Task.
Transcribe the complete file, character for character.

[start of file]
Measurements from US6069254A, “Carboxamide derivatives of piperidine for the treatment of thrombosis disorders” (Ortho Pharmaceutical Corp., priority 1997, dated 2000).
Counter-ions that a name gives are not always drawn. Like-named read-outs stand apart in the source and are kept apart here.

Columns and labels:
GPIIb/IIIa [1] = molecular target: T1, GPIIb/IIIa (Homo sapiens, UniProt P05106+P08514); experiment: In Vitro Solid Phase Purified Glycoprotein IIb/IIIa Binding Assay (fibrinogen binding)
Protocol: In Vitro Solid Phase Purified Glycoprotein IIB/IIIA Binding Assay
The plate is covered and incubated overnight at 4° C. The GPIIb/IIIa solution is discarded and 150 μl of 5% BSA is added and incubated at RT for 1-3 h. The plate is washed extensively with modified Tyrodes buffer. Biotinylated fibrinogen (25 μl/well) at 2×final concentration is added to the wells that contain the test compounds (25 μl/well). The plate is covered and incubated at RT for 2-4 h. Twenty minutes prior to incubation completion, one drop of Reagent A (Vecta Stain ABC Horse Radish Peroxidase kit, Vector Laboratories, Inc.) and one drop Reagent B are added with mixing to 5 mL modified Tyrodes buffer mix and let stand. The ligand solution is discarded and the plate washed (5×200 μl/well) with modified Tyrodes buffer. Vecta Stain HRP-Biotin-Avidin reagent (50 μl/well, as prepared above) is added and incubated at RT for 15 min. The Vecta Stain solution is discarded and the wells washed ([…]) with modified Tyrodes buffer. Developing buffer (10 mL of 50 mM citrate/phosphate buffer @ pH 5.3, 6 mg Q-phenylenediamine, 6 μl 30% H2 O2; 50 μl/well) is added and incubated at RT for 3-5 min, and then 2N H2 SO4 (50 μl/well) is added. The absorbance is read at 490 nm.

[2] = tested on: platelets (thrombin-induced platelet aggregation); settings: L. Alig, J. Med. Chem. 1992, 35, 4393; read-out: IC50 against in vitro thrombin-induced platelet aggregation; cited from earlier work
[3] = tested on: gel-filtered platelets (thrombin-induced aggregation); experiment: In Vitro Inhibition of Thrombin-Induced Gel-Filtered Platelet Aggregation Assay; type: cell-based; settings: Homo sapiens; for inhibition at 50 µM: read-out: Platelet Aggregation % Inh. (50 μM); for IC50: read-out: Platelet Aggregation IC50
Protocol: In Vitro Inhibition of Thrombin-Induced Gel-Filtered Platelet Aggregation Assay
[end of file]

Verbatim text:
Measurements from US6069254A, “Carboxamide derivatives of piperidine for the treatment of thrombosis disorders” (Ortho Pharmaceutical Corp., priority 1997, dated 2000).
Counter-ions that a name gives are not always drawn. Like-named read-outs stand apart in the source and are kept apart here.

Columns and labels:
GPIIb/IIIa [1] = molecular target: T1, GPIIb/IIIa (Homo sapiens, UniProt P05106+P08514); experiment: In Vitro Solid Phase Purified Glycoprotein IIb/IIIa Binding Assay (fibrinogen binding)
Protocol: In Vitro Solid Phase Purified Glycoprotein IIB/IIIA Binding Assay
The plate is covered and incubated overnight at 4° C. The GPIIb/IIIa solution is discarded and 150 μl of 5% BSA is added and incubated at RT for 1-3 h. The plate is washed extensively with modified Tyrodes buffer. Biotinylated fibrinogen (25 μl/well) at 2×final concentration is added to the wells that contain the test compounds (25 μl/well). The plate is covered and incubated at RT for 2-4 h. Twenty minutes prior to incubation completion, one drop of Reagent A (Vecta Stain ABC Horse Radish Peroxidase kit, Vector Laboratories, Inc.) and one drop Reagent B are added with mixing to 5 mL modified Tyrodes buffer mix and let stand. The ligand solution is discarded and the plate washed (5×200 μl/well) with modified Tyrodes buffer. Vecta Stain HRP-Biotin-Avidin reagent (50 μl/well, as prepared above) is added and incubated at RT for 15 min. The Vecta Stain solution is discarded and the wells washed ([…]) with modified Tyrodes buffer. Developing buffer (10 mL of 50 mM citrate/phosphate buffer @ pH 5.3, 6 mg Q-phenylenediamine, 6 μl 30% H2 O2; 50 μl/well) is added and incubated at RT for 3-5 min, and then 2N H2 SO4 (50 μl/well) is added. The absorbance is read at 490 nm.

[2] = tested on: platelets (thrombin-induced platelet aggregation); settings: L. Alig, J. Med. Chem. 1992, 35, 4393; read-out: IC50 against in vitro thrombin-induced platelet aggregation; cited from earlier work
[3] = tested on: gel-filtered platelets (thrombin-induced aggregation); experiment: In Vitro Inhibition of Thrombin-Induced Gel-Filtered Platelet Aggregation Assay; type: cell-based; settings: Homo sapiens; for inhibition at 50 µM: read-out: Platelet Aggregation % Inh. (50 μM); for IC50: read-out: Platelet Aggregation IC50
Protocol: In Vitro Inhibition of Thrombin-Induced Gel-Filtered Platelet Aggregation Assay